Another way of categorizing credit cards: Is it secured or unsecured? Unsecured cards are regular credit cards. Secured cards are typically aimed at people with no credit or low credit scores, and require a deposit before you can start spending.
Pitfalls to avoid
Late payments can lead to more than fees. Making a payment late may trigger a higher annual percentage rate. Reading the fine print attached to your card is important. Card holders should be aware of what they agreed to when they signed up for the card.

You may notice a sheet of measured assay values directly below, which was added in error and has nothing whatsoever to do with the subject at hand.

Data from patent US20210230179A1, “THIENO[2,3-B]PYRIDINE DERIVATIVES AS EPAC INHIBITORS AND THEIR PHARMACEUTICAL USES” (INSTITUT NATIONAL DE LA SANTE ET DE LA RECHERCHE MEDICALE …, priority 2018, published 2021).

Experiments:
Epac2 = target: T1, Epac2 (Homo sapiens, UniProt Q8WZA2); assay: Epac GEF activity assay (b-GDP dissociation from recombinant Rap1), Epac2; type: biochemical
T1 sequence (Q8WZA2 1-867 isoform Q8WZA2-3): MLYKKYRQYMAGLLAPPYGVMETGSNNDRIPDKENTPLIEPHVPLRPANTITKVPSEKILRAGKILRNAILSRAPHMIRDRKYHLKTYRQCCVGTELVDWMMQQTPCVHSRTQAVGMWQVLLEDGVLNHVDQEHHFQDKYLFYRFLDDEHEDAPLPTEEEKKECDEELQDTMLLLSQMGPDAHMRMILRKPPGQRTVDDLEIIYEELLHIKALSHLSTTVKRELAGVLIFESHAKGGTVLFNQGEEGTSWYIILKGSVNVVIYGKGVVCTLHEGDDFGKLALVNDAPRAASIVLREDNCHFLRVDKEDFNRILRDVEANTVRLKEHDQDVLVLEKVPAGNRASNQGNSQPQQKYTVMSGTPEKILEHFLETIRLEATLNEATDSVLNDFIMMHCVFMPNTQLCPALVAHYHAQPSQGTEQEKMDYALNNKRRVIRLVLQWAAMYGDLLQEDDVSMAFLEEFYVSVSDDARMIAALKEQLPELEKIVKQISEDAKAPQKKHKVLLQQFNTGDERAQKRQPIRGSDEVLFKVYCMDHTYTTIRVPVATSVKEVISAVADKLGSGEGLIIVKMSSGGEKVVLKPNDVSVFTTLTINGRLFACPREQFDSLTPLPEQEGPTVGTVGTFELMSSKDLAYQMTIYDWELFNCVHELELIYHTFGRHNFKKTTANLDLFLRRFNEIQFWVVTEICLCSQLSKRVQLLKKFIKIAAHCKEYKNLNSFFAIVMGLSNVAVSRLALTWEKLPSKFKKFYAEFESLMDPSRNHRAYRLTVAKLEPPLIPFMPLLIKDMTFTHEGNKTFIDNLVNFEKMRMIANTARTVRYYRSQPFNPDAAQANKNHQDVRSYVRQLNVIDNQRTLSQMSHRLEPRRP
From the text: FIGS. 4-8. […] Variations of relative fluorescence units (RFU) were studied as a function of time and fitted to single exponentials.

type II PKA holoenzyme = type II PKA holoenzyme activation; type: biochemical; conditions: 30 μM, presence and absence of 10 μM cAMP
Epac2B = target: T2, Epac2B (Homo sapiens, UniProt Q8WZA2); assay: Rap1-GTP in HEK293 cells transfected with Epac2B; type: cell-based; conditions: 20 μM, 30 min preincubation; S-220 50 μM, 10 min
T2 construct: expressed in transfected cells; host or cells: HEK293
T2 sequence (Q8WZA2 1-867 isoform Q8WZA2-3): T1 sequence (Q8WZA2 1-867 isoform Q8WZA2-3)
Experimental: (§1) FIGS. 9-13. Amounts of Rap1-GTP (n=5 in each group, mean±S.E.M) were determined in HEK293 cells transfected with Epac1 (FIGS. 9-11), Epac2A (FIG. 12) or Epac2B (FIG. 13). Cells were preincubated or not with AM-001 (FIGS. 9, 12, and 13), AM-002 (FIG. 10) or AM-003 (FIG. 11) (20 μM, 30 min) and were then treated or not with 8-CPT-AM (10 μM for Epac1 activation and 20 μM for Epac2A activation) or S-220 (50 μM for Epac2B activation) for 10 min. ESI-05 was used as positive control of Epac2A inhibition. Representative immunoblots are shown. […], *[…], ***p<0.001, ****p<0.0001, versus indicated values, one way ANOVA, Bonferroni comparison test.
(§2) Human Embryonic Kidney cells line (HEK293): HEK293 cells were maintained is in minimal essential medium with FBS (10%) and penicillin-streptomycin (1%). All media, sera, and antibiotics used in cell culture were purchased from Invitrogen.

That being said, there are all kinds of credit cards—even ones designed for people who have missed a payment here and there.
The best way to take advantage of credit cards is by not carrying a balance. That way you get to reap all the rewards, with none of the costs.
Next steps to consider
Spending on your card can put money in your Fidelity account.
This account helps you save money in ways that a traditional bank can't.
Learn how to use credit cards safely and maximize their benefits.